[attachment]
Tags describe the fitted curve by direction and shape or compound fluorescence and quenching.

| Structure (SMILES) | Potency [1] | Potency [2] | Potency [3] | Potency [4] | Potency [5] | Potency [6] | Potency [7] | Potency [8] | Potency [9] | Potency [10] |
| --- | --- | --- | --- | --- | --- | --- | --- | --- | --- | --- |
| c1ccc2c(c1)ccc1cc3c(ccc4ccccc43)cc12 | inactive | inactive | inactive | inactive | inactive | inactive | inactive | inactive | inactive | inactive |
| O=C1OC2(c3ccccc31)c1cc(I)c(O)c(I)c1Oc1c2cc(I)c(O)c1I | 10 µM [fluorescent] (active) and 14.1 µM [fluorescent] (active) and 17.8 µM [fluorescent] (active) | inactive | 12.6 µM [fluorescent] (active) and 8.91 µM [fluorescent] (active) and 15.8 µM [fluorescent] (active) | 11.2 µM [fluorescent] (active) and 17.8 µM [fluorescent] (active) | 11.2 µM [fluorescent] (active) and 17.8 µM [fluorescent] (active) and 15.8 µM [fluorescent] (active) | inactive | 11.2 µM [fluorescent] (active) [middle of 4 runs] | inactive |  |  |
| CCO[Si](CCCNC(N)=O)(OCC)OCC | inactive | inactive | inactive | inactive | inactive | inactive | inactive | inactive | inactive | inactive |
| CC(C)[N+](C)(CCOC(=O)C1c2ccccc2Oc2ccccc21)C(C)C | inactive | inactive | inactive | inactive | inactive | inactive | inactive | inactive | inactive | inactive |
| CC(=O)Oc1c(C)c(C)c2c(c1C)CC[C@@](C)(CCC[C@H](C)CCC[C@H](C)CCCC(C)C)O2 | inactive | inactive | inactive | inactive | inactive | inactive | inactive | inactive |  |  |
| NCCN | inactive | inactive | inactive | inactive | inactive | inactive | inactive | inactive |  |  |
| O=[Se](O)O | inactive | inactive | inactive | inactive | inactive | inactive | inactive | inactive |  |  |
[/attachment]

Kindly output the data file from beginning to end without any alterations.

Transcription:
Tags describe the fitted curve by direction and shape or compound fluorescence and quenching.

| Structure (SMILES) | Potency [1] | Potency [2] | Potency [3] | Potency [4] | Potency [5] | Potency [6] | Potency [7] | Potency [8] | Potency [9] | Potency [10] |
| --- | --- | --- | --- | --- | --- | --- | --- | --- | --- | --- |
| c1ccc2c(c1)ccc1cc3c(ccc4ccccc43)cc12 | inactive | inactive | inactive | inactive | inactive | inactive | inactive | inactive | inactive | inactive |
| O=C1OC2(c3ccccc31)c1cc(I)c(O)c(I)c1Oc1c2cc(I)c(O)c1I | 10 µM [fluorescent] (active) and 14.1 µM [fluorescent] (active) and 17.8 µM [fluorescent] (active) | inactive | 12.6 µM [fluorescent] (active) and 8.91 µM [fluorescent] (active) and 15.8 µM [fluorescent] (active) | 11.2 µM [fluorescent] (active) and 17.8 µM [fluorescent] (active) | 11.2 µM [fluorescent] (active) and 17.8 µM [fluorescent] (active) and 15.8 µM [fluorescent] (active) | inactive | 11.2 µM [fluorescent] (active) [middle of 4 runs] | inactive |  |  |
| CCO[Si](CCCNC(N)=O)(OCC)OCC | inactive | inactive | inactive | inactive | inactive | inactive | inactive | inactive | inactive | inactive |
| CC(C)[N+](C)(CCOC(=O)C1c2ccccc2Oc2ccccc21)C(C)C | inactive | inactive | inactive | inactive | inactive | inactive | inactive | inactive | inactive | inactive |
| CC(=O)Oc1c(C)c(C)c2c(c1C)CC[C@@](C)(CCC[C@H](C)CCC[C@H](C)CCCC(C)C)O2 | inactive | inactive | inactive | inactive | inactive | inactive | inactive | inactive |  |  |
| NCCN | inactive | inactive | inactive | inactive | inactive | inactive | inactive | inactive |  |  |
| O=[Se](O)O | inactive | inactive | inactive | inactive | inactive | inactive | inactive | inactive |  |  |